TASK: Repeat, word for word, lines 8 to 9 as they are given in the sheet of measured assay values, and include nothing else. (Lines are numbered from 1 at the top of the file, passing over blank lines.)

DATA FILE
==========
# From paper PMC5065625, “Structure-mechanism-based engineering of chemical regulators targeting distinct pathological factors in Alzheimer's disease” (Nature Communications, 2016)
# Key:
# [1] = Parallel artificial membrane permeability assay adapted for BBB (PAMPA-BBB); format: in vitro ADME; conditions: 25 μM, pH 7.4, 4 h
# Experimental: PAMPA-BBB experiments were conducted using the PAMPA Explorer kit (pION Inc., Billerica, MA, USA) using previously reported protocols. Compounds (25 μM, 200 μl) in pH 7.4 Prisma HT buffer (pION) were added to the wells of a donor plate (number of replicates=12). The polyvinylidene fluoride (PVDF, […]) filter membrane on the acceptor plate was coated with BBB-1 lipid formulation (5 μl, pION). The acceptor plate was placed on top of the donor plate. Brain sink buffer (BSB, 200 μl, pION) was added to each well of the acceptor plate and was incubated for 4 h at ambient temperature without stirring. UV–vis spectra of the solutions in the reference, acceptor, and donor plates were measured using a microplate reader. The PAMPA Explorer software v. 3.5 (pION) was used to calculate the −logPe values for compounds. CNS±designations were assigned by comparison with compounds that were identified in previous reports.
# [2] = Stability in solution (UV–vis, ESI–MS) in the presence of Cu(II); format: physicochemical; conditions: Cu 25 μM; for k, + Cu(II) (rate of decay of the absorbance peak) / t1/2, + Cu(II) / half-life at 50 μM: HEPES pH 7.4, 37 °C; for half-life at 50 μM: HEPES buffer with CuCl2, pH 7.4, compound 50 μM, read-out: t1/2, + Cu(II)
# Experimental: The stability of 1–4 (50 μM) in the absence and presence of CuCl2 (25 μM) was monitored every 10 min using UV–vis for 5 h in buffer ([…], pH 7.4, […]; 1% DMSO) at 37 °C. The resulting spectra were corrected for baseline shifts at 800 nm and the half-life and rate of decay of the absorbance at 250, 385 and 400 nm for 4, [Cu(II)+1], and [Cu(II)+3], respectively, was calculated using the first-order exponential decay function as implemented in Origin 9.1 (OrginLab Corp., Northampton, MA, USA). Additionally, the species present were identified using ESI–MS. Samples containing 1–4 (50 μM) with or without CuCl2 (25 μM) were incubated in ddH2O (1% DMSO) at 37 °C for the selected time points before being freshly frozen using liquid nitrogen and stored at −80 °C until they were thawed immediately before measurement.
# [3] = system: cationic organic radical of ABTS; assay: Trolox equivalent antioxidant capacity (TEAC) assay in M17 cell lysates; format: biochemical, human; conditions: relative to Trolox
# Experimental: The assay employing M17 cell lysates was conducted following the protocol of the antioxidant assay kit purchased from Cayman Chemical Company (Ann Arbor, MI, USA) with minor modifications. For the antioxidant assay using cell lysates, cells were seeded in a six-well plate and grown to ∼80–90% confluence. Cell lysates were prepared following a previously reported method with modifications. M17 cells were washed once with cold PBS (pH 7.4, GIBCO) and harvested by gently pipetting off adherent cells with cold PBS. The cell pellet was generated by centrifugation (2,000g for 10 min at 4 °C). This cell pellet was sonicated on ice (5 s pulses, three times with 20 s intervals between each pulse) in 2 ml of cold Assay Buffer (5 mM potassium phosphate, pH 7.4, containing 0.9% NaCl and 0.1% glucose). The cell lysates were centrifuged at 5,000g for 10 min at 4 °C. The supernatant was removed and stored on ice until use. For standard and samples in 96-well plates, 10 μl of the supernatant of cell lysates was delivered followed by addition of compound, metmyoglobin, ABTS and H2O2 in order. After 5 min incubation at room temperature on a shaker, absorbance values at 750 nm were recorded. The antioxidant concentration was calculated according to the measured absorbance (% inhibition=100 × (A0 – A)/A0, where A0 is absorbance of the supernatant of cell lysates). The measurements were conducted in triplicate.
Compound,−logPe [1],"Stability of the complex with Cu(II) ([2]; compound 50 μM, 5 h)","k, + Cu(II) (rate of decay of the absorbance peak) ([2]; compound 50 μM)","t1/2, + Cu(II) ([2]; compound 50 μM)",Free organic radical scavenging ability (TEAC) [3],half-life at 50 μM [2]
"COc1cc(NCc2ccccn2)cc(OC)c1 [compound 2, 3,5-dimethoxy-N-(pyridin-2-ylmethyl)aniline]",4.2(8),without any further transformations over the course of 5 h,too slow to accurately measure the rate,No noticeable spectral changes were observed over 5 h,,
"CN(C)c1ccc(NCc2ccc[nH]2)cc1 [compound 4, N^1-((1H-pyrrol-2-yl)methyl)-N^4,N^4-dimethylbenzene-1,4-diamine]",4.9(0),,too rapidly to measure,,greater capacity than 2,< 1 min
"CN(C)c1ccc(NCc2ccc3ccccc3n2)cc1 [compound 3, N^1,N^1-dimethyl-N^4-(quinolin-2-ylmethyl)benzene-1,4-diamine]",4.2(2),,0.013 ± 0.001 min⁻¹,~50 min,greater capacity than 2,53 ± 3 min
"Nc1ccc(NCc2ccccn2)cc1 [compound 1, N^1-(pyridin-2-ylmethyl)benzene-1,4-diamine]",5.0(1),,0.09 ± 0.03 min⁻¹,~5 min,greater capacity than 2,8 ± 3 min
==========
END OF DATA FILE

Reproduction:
# Experimental: The assay employing M17 cell lysates was conducted following the protocol of the antioxidant assay kit purchased from Cayman Chemical Company (Ann Arbor, MI, USA) with minor modifications. For the antioxidant assay using cell lysates, cells were seeded in a six-well plate and grown to ∼80–90% confluence. Cell lysates were prepared following a previously reported method with modifications. M17 cells were washed once with cold PBS (pH 7.4, GIBCO) and harvested by gently pipetting off adherent cells with cold PBS. The cell pellet was generated by centrifugation (2,000g for 10 min at 4 °C). This cell pellet was sonicated on ice (5 s pulses, three times with 20 s intervals between each pulse) in 2 ml of cold Assay Buffer (5 mM potassium phosphate, pH 7.4, containing 0.9% NaCl and 0.1% glucose). The cell lysates were centrifuged at 5,000g for 10 min at 4 °C. The supernatant was removed and stored on ice until use. For standard and samples in 96-well plates, 10 μl of the supernatant of cell lysates was delivered followed by addition of compound, metmyoglobin, ABTS and H2O2 in order. After 5 min incubation at room temperature on a shaker, absorbance values at 750 nm were recorded. The antioxidant concentration was calculated according to the measured absorbance (% inhibition=100 × (A0 – A)/A0, where A0 is absorbance of the supernatant of cell lysates). The measurements were conducted in triplicate.
Compound,−logPe [1],"Stability of the complex with Cu(II) ([2]; compound 50 μM, 5 h)","k, + Cu(II) (rate of decay of the absorbance peak) ([2]; compound 50 μM)","t1/2, + Cu(II) ([2]; compound 50 μM)",Free organic radical scavenging ability (TEAC) [3],half-life at 50 μM [2]